* Corresponding author. Fax: +86 532 88963253. E-mail address: (X. Wang). 0308-8146/$ - see front matter 2008 Elsevier Ltd. All rights reserved. doi:10.1016/j.foodchem.2008.08.001

Unfortunately, same as their fresh seafood counterparts, in most countries, there is yet no well-dened, species-specic, legislative control of DSPs (Buchet & Pauwels, 1994; Francesconi & Edmonds, 1994; Phillips, 1994). One of the best cited As standards for arsenic is for drinking water and its value in China is 50 mg/l. The setting of this limit is largely based on toxicity data for inorganic arsenite and arsenate. If this same limit were to applied to DSPs, most of them would probably be banned from the market since the arsenic content in seafood typically exceeds that of the drinking water by a factor of 1000 (Cullen & Reimer, 1989; National Academy of Sciences, 1997). In these cases, it is obvious that the setting of limits based solely on total arsenic concentrations is scientically unfounded, and instead, the identication and quantication of individual arsenic species in the sample would be a more reasonable approach. In this regard, the absence of effective analytical method has been the main obstacles. The subject of arsenic speciation analysis has been extensively reported in the literatures but those related to applications in DSPs are very scarce (Gomez-Ariza & Sanchez-Rodas, 2000; Larsen & Pritzi, 1993; Larsen & Quetel, 1997). In the present work, a sequential solvent extraction procedure has been developed for the fractionation of different arsenic species. These fractions were then analyzed by ICP-MS or hyphenated HPLCICP-MS for total As and arsenic speciation analysis, respectively.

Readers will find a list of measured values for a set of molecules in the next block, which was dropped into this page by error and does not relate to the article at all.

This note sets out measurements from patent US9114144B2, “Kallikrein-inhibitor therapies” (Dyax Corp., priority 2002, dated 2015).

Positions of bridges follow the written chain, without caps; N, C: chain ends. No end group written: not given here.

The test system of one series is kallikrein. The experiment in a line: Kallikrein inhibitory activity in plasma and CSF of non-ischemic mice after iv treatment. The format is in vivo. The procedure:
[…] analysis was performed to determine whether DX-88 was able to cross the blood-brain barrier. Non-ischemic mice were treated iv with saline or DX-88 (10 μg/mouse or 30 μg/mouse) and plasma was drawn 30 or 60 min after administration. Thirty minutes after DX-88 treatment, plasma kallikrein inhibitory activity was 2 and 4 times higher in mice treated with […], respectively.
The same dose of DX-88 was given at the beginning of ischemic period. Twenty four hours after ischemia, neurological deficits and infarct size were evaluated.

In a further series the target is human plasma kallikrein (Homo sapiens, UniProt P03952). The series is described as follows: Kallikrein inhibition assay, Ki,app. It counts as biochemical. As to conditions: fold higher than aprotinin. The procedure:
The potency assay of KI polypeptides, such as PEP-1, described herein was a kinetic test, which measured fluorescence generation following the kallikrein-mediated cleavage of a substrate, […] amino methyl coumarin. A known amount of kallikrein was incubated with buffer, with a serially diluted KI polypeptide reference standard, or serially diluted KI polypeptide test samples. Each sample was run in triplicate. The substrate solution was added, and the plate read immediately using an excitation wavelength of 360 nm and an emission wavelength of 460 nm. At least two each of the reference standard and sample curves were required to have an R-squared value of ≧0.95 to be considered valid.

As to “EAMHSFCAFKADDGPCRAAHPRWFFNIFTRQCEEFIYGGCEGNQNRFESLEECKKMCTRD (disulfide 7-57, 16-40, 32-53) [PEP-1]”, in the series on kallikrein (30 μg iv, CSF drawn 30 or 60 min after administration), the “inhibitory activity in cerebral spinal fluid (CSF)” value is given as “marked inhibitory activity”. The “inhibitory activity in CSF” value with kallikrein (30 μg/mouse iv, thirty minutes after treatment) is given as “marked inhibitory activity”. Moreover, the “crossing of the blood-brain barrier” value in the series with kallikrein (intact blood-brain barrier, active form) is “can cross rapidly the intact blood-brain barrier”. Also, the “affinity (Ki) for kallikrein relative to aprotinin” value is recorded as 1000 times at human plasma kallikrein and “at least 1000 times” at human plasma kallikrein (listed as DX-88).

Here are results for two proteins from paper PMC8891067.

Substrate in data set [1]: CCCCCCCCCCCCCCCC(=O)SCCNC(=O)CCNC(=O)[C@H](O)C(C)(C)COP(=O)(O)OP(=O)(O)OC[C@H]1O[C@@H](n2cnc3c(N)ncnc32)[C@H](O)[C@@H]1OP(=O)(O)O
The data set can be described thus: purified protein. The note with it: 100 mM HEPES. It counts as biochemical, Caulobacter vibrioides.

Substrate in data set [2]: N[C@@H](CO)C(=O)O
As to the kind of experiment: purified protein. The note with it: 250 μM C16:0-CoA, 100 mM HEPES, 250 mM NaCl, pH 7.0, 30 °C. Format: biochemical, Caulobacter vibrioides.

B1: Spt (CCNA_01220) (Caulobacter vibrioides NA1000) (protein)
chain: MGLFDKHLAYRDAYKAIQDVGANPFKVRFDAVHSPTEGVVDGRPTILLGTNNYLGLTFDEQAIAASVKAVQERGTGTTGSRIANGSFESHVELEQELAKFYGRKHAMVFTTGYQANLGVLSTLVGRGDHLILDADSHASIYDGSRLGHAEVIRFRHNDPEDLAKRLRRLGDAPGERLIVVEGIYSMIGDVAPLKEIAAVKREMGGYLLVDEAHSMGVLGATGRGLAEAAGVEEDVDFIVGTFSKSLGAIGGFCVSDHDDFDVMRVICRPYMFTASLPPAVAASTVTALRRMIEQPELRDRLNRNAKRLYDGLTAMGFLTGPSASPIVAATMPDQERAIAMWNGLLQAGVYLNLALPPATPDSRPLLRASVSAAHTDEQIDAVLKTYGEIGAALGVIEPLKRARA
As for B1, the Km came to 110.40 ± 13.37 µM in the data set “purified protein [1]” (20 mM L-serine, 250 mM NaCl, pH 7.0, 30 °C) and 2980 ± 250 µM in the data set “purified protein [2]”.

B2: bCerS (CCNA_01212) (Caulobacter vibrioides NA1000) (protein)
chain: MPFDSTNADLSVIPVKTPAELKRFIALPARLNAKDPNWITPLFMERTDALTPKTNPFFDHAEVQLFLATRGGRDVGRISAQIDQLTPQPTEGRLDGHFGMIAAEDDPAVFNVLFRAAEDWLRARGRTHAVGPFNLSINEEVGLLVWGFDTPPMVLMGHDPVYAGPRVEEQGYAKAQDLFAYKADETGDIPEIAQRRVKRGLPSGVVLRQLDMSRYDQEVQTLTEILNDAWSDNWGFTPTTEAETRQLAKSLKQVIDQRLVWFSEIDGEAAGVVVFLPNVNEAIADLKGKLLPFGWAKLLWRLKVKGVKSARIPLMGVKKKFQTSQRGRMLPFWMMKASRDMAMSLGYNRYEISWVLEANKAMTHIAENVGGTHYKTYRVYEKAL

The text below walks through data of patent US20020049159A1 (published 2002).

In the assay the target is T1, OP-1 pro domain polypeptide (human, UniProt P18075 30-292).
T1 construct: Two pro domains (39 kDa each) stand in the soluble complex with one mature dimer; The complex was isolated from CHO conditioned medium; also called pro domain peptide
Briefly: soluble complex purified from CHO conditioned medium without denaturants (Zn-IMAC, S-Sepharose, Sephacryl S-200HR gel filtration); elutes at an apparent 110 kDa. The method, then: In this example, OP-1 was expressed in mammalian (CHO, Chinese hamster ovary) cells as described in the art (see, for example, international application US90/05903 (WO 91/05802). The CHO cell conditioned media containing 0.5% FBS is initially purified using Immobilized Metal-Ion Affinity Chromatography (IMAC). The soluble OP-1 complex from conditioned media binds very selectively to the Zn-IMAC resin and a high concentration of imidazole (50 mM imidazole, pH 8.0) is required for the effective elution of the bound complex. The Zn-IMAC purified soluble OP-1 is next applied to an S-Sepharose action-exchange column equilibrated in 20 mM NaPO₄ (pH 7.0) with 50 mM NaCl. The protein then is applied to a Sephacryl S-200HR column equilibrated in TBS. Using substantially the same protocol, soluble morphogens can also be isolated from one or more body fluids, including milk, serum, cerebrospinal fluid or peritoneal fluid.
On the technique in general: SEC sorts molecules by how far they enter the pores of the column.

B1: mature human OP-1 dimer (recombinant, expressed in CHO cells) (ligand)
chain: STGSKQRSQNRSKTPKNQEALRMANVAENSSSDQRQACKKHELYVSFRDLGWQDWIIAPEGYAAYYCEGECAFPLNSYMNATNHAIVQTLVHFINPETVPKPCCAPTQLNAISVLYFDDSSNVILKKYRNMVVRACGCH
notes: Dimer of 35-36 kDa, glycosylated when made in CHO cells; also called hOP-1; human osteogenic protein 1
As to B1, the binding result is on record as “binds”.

X. Cao et al. / Food Chemistry 113 (2009) 720726